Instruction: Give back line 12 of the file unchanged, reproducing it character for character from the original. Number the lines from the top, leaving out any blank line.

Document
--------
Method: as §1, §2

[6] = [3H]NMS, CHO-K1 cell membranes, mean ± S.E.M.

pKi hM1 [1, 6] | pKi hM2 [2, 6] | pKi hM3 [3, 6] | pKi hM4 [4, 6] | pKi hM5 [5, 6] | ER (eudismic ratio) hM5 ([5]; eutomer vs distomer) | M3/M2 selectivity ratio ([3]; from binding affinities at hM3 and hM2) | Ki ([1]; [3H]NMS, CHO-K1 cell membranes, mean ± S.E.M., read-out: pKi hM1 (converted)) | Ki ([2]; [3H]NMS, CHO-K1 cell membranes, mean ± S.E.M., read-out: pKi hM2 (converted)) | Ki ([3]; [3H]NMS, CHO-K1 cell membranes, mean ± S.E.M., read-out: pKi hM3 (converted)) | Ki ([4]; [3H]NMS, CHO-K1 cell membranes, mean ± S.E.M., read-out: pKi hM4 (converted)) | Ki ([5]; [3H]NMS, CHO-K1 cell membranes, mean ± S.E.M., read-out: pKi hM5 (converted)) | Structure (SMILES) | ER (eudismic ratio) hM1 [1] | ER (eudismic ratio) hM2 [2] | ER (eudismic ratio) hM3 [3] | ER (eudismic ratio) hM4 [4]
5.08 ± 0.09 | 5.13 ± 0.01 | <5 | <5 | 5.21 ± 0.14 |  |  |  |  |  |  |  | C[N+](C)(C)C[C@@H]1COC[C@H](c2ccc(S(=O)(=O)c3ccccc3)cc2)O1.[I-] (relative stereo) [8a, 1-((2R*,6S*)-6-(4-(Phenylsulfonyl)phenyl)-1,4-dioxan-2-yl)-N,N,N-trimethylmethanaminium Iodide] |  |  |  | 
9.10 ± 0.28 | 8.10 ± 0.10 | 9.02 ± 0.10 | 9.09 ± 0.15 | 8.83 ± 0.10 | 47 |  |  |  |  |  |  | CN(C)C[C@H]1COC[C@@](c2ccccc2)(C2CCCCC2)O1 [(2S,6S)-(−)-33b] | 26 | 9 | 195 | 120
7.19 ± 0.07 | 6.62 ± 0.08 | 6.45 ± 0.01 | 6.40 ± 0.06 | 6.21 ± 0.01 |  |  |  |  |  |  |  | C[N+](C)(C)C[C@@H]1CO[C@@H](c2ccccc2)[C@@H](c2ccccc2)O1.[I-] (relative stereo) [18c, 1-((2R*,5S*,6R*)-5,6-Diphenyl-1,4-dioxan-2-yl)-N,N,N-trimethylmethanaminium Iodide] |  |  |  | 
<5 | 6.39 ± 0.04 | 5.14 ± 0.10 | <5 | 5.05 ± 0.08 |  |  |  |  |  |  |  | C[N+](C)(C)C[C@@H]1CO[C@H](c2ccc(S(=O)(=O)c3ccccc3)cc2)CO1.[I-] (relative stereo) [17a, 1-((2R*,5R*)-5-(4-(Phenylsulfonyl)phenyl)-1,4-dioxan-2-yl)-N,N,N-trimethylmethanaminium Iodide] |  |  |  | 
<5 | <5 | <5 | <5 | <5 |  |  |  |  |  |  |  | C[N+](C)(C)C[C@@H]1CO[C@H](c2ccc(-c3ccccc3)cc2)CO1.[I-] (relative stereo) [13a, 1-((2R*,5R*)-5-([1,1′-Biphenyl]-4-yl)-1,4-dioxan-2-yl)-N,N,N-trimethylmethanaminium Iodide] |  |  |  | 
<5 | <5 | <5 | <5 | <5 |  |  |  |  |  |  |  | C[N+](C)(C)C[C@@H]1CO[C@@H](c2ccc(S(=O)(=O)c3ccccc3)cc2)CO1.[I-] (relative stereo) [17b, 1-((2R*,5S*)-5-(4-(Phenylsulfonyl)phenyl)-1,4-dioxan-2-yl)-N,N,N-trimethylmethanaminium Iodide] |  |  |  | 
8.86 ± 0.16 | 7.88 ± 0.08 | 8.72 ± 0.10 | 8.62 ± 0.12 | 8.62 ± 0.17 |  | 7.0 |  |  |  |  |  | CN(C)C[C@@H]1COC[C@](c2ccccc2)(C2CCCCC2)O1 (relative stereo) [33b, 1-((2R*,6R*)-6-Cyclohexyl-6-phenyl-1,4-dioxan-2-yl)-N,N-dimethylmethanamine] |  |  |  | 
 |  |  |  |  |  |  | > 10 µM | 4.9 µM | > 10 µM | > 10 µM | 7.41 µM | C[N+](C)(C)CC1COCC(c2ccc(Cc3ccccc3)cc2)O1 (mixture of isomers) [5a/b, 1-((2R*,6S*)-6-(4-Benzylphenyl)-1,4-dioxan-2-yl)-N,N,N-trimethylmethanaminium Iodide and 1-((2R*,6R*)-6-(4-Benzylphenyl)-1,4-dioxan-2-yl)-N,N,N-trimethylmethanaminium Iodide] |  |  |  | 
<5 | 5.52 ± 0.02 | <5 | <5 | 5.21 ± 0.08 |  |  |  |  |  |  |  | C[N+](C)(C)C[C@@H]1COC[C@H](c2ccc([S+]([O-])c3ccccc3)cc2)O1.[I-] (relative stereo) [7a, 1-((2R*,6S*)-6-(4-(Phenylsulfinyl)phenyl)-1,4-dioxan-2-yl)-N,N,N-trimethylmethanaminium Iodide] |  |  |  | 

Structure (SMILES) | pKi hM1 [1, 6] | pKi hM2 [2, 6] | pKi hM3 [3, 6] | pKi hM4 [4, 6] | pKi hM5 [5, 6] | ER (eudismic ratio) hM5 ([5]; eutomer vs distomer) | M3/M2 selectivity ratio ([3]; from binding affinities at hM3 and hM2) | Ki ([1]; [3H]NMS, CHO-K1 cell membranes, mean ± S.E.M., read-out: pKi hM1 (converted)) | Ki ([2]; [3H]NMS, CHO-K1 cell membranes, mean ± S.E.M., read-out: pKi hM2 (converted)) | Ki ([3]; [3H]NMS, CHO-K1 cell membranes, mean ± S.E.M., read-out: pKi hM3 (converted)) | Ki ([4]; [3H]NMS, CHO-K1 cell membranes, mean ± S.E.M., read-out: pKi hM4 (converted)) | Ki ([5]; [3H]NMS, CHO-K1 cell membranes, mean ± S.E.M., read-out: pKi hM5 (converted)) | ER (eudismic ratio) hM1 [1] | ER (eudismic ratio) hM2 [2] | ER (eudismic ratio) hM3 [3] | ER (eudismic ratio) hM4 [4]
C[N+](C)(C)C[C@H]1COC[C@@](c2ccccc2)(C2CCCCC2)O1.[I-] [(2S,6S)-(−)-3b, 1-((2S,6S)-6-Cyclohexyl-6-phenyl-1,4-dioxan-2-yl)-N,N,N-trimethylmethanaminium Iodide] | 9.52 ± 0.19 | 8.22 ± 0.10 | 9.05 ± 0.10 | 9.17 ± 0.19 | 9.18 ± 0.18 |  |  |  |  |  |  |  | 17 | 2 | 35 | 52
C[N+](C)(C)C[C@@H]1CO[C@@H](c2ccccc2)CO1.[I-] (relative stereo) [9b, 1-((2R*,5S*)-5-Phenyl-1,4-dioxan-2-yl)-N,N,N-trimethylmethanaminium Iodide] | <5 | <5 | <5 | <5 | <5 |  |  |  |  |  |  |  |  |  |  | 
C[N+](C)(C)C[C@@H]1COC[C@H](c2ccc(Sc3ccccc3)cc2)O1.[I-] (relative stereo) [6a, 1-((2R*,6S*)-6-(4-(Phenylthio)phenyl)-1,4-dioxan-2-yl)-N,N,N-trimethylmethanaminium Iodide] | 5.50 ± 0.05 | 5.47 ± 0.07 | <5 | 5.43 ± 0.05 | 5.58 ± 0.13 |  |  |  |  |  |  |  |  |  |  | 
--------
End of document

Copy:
<5 | 5.52 ± 0.02 | <5 | <5 | 5.21 ± 0.08 |  |  |  |  |  |  |  | C[N+](C)(C)C[C@@H]1COC[C@H](c2ccc([S+]([O-])c3ccccc3)cc2)O1.[I-] (relative stereo) [7a, 1-((2R*,6S*)-6-(4-(Phenylsulfinyl)phenyl)-1,4-dioxan-2-yl)-N,N,N-trimethylmethanaminium Iodide] |  |  |  | 